Futures & Commodities

Here’s why iron ore prices aren’t rising anytime soon

Iron ore prices are unlikely to stage a decisive recovery anytime soon as a supply glut continues to flood a market hit by slowing demand, sending prices to four-month lows this week, analysts say.

Seen as a key gauge of the global economy, the raw material used in steel production is under heavy pressure as construction activity slows in largest consumer China. Normally, that would spur companies to curtail production.

Except, companies are increasing output as prices remain above their production costs.

"Prices will continue to fall because of economies of scale enjoyed by miners due to the large production volumes," said Mohd Taufik, who manages the over-the-counter trading desk at the Singapore-based brokerage Phillip Futures as a business development manager.

"Due to economies of scale, with lower cost, they can lower prices as well."

According to The Steel Index, iron ore for immediate delivery to China's Tianjin port hit the four-month low $48.70 a metric on Tuesday—about a third lower since the beginning of year. The most active January iron ore futures contract on the Dalian Commodity Exchange was at CNY348.50 ($76.78) a tonne at midday on Wednesday after hitting a 16-week low of CNY345 on Tuesday.

The price declines come on the back of recent statements from industry executives who are still seeing dark clouds on the horizon.

Read More BHP maintains FY guidance as Q1 iron ore production jumps 7%

A senior BHP Billiton executive said he is bracing for an extended period of depressed iron ore prices as he expects prices extend declines in the next few years before finding a new normal below $US50 a tonne, reported the Australian Financial Review on Tuesday.

"In medium term, the next few years, it's going to be much of same, we will continue to see very modest demand growth, and strong supply growth outpacing demand. That pressure will continue to gradually push it (the price) down – because the rate of displacement will get slower," said BHP's vice president of marketing for iron ore, Alan Chirgwin.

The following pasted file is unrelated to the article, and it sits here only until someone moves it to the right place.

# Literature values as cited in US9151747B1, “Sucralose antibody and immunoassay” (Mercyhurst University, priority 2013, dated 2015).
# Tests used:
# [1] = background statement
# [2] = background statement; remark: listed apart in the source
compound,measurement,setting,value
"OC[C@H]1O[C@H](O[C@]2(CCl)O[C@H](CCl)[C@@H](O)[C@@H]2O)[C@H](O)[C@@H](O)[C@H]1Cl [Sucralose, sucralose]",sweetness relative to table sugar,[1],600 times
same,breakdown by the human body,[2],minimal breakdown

Last week, the chairman of China's second largest producer Shanghai Baosteel Group, Xu Lejiang, told Bloomberg that the country's steel output may slump as much as 20% amid an industry gloom that is hurting production of the industrial commodity.

Despite slowing demand in China, the world's top three iron-ore producers—Brazil's Vale SA as well as Australia's BHP and Rio Tinto—continue to churn out record volumes of the product as the companies rely on low cost of production to bolster their earnings.

The increased production is a theme that will continue to drag on iron ore prices.

According to data compiled by Westpac, Australia's big three iron ore producers— BHP Billiton, Rio Tinto and Fortescue Metals Group—have produced a fresh record high of 193 million tons of iron ore in the third quarter of 2015—a 8.5 percent rise from a year ago. Guidance from all three companies recently also confirms strong production in the coming quarters.

World largest iron ore production Vale's output also hit a record high in the quarter and is expected to continue increasing as output from a major project comes on stream next year.

Westpac's head of financial markets strategy, Robert Rennie said in Singapore on Tuesday that the house is forecasting weak iron ore prices to stay in the $45-55/ton range until 2017.

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